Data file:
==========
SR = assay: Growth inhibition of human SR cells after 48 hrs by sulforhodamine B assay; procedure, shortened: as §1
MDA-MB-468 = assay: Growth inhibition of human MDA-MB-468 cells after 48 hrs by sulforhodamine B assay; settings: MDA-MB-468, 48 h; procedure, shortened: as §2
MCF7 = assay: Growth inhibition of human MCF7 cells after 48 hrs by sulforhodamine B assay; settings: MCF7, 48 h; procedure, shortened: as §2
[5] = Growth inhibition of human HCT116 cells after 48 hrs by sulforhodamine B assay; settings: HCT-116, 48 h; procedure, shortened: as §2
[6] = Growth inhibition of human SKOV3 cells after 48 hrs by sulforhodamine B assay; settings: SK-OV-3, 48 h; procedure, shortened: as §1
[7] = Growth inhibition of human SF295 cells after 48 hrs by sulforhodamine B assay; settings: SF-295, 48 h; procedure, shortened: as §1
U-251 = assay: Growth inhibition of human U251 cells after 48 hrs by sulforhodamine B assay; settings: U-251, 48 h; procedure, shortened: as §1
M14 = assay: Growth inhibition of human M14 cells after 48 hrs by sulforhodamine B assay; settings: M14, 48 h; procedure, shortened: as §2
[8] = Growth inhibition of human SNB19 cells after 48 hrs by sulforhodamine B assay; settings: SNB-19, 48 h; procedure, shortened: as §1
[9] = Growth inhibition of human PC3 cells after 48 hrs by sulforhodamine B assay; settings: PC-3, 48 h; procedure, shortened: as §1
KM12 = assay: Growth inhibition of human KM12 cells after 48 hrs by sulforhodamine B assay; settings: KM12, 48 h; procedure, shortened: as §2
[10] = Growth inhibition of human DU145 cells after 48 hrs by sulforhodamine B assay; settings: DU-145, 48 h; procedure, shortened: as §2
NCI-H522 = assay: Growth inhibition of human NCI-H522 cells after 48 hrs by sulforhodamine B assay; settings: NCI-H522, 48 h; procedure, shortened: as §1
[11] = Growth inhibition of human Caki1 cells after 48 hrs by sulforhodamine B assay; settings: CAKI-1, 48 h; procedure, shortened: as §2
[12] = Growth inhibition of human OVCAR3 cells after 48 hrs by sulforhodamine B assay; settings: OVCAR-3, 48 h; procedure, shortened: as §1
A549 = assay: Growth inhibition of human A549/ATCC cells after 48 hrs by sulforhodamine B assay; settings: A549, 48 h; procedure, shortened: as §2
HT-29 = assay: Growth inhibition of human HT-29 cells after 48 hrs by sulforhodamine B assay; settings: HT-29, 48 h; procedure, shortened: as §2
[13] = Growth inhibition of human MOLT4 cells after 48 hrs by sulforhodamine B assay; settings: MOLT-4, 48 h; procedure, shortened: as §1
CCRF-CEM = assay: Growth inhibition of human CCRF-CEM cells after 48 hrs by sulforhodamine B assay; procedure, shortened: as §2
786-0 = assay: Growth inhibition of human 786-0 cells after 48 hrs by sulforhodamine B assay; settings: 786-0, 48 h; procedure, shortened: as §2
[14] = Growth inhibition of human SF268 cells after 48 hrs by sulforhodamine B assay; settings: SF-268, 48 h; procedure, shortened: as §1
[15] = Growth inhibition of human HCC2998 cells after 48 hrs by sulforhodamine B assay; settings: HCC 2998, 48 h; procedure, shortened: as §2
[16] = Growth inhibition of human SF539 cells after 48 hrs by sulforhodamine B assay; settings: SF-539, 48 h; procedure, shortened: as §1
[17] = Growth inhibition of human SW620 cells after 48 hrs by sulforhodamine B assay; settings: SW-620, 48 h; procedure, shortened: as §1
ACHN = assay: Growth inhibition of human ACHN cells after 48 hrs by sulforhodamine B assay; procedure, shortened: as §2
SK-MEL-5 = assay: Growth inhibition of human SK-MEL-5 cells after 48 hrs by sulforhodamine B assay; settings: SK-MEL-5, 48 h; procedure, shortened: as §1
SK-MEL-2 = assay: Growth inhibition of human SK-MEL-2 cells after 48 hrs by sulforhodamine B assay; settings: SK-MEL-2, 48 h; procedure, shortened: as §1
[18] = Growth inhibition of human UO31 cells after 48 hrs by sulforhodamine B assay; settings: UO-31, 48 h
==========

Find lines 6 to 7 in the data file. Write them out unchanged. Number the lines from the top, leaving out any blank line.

[7] = Growth inhibition of human SF295 cells after 48 hrs by sulforhodamine B assay; settings: SF-295, 48 h; procedure, shortened: as §1
U-251 = assay: Growth inhibition of human U251 cells after 48 hrs by sulforhodamine B assay; settings: U-251, 48 h; procedure, shortened: as §1